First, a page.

For those of you who are not really sure who I am, I’m also Craig’s dad. Not his real dad. That’s Max. But I’m Craig’s original dad. His DNA dad, if you will. The guy he calls his “progenitor.” And although Craig and I have been linked by blood since before his birth in 1966, we met only six years ago…2007.
It’s a story worth telling briefly because it says so much about why, thanks to Max and Wilma and the extended Smollen clan, Craig is the big-hearted person he is.
Craig was never an adopted child with a big hole in him needing to be filled by finding his birth parents. He once told me that his earliest memory is from a time when he was still in a crib, just having been tucked in for the night. He saw his parents silhouetted in the doorway of his bedroom just watching him…with the kind of unconditional love that creates the healthiest kids on earth.
As far as his biological parents were concerned, Craig always figured someday the time would be right to try and find them, but even then his primary reason would be to thank them, particularly his biological mother Suzanne, who sadly cannot be here today, for giving him the chance to have such a loving family.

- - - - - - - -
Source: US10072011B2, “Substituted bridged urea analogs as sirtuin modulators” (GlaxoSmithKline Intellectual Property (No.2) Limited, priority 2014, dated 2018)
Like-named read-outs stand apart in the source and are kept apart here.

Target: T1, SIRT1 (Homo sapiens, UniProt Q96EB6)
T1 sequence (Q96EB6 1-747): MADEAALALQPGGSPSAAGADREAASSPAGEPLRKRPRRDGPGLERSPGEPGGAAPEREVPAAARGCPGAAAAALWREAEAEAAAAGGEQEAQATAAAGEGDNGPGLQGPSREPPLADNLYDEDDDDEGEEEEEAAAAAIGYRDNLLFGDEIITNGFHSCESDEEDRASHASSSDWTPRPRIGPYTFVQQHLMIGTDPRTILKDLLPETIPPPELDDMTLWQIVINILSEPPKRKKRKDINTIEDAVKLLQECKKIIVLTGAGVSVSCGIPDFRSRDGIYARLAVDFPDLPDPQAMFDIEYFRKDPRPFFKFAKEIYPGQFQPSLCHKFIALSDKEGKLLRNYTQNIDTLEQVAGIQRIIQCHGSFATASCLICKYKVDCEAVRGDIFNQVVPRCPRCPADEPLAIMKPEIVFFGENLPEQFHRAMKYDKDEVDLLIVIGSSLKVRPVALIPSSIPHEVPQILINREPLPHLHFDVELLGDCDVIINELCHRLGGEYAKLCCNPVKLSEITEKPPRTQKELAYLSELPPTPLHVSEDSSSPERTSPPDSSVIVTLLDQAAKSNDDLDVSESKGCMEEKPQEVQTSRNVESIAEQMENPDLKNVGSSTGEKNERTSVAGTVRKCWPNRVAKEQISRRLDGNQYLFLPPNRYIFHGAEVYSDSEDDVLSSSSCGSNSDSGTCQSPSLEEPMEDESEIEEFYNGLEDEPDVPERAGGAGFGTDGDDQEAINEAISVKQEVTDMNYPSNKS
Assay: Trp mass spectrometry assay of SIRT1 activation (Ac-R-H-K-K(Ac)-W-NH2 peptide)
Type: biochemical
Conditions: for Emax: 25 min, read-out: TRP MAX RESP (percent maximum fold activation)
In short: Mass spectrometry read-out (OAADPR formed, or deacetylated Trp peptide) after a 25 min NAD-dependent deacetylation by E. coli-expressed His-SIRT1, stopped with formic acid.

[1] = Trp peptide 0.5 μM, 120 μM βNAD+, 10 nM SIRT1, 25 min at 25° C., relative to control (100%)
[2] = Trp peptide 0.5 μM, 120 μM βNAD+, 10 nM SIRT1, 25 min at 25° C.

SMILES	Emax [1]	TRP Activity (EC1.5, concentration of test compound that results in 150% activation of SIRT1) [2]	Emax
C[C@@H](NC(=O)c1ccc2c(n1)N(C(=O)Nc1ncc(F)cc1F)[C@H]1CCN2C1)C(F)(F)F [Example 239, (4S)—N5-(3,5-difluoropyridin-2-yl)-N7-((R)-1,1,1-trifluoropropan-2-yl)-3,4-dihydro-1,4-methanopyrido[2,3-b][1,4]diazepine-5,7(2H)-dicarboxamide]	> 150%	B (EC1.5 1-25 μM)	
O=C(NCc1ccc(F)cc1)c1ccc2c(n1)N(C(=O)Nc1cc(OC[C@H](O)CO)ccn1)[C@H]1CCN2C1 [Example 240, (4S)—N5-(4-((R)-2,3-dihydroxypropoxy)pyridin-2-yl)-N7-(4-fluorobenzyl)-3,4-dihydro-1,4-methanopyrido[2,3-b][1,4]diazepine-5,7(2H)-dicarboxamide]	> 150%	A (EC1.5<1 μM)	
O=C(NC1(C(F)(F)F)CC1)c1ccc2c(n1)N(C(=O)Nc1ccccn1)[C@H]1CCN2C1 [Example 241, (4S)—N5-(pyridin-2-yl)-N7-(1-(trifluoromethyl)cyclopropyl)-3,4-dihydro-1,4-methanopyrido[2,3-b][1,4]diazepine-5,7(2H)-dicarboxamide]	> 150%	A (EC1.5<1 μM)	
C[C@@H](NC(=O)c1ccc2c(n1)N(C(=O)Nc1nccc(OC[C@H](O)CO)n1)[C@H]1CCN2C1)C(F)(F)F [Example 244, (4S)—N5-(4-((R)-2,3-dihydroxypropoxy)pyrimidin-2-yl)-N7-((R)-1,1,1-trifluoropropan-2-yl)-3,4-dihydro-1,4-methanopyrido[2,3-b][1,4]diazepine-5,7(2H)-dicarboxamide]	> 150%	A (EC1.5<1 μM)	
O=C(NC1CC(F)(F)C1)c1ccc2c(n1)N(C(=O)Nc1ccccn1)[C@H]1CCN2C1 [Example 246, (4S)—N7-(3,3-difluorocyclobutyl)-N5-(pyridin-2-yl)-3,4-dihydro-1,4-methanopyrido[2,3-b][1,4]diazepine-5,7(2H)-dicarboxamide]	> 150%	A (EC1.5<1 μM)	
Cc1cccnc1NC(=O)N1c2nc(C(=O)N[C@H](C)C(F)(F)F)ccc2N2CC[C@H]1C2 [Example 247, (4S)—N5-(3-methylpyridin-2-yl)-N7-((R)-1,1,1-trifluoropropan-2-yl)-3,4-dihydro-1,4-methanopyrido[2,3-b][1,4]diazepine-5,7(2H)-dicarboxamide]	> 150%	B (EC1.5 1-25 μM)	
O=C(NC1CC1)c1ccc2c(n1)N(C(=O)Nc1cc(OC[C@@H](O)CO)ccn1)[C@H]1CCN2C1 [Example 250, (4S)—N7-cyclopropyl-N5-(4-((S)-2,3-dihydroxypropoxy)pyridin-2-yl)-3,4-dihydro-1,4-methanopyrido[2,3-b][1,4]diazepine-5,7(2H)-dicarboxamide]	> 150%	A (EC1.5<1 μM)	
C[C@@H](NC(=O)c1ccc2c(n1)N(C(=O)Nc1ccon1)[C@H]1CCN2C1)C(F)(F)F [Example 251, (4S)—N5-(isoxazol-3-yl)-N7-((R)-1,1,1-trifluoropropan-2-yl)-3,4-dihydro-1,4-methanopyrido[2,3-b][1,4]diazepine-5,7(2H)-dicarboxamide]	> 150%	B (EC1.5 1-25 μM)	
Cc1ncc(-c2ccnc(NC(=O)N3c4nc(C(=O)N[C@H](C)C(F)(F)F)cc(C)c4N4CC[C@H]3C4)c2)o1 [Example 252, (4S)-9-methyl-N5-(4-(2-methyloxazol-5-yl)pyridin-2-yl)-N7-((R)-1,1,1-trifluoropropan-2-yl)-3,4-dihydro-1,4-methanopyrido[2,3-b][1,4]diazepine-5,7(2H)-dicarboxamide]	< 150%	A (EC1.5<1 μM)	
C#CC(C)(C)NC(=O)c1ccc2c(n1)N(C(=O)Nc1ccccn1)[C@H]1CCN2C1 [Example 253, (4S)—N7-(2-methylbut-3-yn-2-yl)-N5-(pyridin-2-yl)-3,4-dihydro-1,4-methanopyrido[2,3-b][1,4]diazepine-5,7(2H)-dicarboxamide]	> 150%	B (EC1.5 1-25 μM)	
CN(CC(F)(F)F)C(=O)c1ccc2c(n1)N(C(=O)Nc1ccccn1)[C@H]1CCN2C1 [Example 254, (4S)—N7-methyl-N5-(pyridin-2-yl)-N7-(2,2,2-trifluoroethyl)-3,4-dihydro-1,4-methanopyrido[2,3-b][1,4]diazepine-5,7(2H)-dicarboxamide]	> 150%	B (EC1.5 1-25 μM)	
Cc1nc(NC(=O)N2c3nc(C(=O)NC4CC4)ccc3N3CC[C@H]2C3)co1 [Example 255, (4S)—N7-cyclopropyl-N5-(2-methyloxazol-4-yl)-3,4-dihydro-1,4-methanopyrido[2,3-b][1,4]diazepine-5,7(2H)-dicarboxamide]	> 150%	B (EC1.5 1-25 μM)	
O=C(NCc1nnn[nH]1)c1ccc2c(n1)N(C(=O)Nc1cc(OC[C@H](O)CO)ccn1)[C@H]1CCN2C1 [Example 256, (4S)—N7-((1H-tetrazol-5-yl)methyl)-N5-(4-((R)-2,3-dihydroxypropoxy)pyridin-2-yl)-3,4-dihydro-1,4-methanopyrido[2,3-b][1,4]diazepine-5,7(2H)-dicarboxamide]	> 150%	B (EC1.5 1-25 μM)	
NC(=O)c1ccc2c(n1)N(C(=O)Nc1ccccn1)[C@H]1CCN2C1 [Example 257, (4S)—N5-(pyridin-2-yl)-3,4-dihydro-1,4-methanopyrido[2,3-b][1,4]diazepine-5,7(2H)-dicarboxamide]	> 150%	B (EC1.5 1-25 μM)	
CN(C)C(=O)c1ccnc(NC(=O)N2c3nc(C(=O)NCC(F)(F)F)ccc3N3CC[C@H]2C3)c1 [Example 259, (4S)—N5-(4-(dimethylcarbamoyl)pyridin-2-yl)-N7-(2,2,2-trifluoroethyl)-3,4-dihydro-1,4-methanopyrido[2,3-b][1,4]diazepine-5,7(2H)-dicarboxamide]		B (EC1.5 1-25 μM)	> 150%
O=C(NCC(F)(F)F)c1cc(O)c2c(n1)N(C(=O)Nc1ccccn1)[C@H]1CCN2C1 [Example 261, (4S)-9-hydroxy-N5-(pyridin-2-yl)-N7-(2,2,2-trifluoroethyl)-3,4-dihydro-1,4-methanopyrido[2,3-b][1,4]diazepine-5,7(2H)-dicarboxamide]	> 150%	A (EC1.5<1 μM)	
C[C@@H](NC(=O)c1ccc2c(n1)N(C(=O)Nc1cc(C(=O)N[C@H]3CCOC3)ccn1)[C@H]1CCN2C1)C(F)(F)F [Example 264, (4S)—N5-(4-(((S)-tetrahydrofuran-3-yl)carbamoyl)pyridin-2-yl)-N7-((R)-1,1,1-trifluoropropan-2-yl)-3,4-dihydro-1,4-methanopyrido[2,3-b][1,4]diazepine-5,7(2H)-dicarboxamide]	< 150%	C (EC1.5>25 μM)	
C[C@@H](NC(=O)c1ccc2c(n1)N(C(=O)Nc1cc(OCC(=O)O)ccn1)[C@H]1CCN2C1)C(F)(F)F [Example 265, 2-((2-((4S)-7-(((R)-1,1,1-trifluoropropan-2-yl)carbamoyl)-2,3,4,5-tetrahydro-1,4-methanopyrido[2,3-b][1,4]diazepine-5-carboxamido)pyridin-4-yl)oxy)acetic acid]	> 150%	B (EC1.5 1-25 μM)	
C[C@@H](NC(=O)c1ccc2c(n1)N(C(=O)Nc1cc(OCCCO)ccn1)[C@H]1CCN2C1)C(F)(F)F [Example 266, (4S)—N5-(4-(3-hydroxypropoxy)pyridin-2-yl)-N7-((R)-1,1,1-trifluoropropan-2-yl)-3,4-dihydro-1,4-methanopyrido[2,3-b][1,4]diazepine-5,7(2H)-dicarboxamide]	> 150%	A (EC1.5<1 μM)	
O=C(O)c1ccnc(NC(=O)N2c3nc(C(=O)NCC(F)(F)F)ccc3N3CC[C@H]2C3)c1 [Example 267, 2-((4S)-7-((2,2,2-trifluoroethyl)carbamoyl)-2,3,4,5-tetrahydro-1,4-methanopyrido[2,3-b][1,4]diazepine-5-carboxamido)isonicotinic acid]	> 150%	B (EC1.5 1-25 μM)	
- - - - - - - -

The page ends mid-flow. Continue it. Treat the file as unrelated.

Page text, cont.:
For my part, my desire wasn’t ever to find Craig and say how do you do I’m your biological father, but rather to leave whatever breadcrumbs I could so that, should he ever wish to learn about me, he could…even if I were no longer alive. Any contact beyond that while I was still on the planet would be his to make.
If it weren’t for the internet, it is highly likely that Craig and I might never have met. Because of the internet, however, I signed up for one of those services that helps people find one another if both parties are interested. The only information I had about Craig was his name at birth, his birth date, and the name and location of the hospital in which he was born.